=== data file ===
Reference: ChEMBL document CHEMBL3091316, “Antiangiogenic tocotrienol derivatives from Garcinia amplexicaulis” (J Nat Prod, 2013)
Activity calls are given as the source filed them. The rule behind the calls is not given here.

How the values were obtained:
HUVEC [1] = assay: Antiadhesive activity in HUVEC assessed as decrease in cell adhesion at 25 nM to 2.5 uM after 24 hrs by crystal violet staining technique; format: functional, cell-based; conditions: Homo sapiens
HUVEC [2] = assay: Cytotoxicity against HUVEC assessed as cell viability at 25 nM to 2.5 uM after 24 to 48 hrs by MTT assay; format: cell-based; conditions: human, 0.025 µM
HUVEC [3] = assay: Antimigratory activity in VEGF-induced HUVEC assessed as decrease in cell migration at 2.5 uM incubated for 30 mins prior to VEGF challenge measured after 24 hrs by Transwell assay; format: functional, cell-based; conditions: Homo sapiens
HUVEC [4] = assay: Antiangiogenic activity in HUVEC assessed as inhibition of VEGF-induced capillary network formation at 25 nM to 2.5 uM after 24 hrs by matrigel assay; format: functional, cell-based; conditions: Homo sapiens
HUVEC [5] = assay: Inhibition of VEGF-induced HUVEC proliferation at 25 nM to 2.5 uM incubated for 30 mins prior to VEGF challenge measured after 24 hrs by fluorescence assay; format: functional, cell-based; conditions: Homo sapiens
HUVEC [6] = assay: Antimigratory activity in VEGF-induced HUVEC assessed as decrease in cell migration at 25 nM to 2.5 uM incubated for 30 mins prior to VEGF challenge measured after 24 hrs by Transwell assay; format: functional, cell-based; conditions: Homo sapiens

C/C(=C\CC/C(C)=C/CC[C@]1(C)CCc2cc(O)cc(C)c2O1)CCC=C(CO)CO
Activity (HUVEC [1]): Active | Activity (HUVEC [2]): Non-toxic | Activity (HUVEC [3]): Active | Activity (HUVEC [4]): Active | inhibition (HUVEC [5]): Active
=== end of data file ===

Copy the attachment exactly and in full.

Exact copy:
Reference: ChEMBL document CHEMBL3091316, “Antiangiogenic tocotrienol derivatives from Garcinia amplexicaulis” (J Nat Prod, 2013)
Activity calls are given as the source filed them. The rule behind the calls is not given here.

How the values were obtained:
HUVEC [1] = assay: Antiadhesive activity in HUVEC assessed as decrease in cell adhesion at 25 nM to 2.5 uM after 24 hrs by crystal violet staining technique; format: functional, cell-based; conditions: Homo sapiens
HUVEC [2] = assay: Cytotoxicity against HUVEC assessed as cell viability at 25 nM to 2.5 uM after 24 to 48 hrs by MTT assay; format: cell-based; conditions: human, 0.025 µM
HUVEC [3] = assay: Antimigratory activity in VEGF-induced HUVEC assessed as decrease in cell migration at 2.5 uM incubated for 30 mins prior to VEGF challenge measured after 24 hrs by Transwell assay; format: functional, cell-based; conditions: Homo sapiens
HUVEC [4] = assay: Antiangiogenic activity in HUVEC assessed as inhibition of VEGF-induced capillary network formation at 25 nM to 2.5 uM after 24 hrs by matrigel assay; format: functional, cell-based; conditions: Homo sapiens
HUVEC [5] = assay: Inhibition of VEGF-induced HUVEC proliferation at 25 nM to 2.5 uM incubated for 30 mins prior to VEGF challenge measured after 24 hrs by fluorescence assay; format: functional, cell-based; conditions: Homo sapiens
HUVEC [6] = assay: Antimigratory activity in VEGF-induced HUVEC assessed as decrease in cell migration at 25 nM to 2.5 uM incubated for 30 mins prior to VEGF challenge measured after 24 hrs by Transwell assay; format: functional, cell-based; conditions: Homo sapiens

C/C(=C\CC/C(C)=C/CC[C@]1(C)CCc2cc(O)cc(C)c2O1)CCC=C(CO)CO
Activity (HUVEC [1]): Active | Activity (HUVEC [2]): Non-toxic | Activity (HUVEC [3]): Active | Activity (HUVEC [4]): Active | inhibition (HUVEC [5]): Active